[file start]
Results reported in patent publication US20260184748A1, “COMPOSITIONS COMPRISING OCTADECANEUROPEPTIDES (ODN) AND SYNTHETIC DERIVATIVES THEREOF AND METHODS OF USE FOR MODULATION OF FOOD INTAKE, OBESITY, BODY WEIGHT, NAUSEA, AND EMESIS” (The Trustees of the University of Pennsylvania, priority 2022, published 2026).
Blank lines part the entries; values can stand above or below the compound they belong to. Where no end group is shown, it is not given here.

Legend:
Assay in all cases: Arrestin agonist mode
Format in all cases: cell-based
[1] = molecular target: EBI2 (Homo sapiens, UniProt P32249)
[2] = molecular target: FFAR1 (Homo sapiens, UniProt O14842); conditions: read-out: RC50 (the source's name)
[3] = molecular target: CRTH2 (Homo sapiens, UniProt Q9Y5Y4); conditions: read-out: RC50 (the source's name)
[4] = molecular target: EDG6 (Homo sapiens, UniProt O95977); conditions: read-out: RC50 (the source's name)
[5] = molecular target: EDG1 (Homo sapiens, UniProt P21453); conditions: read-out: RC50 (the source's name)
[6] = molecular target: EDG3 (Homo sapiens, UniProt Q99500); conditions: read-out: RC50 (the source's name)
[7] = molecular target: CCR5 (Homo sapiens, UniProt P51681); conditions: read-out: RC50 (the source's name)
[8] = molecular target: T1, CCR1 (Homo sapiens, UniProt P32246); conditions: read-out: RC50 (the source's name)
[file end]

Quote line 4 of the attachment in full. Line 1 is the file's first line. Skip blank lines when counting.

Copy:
Assay in all cases: Arrestin agonist mode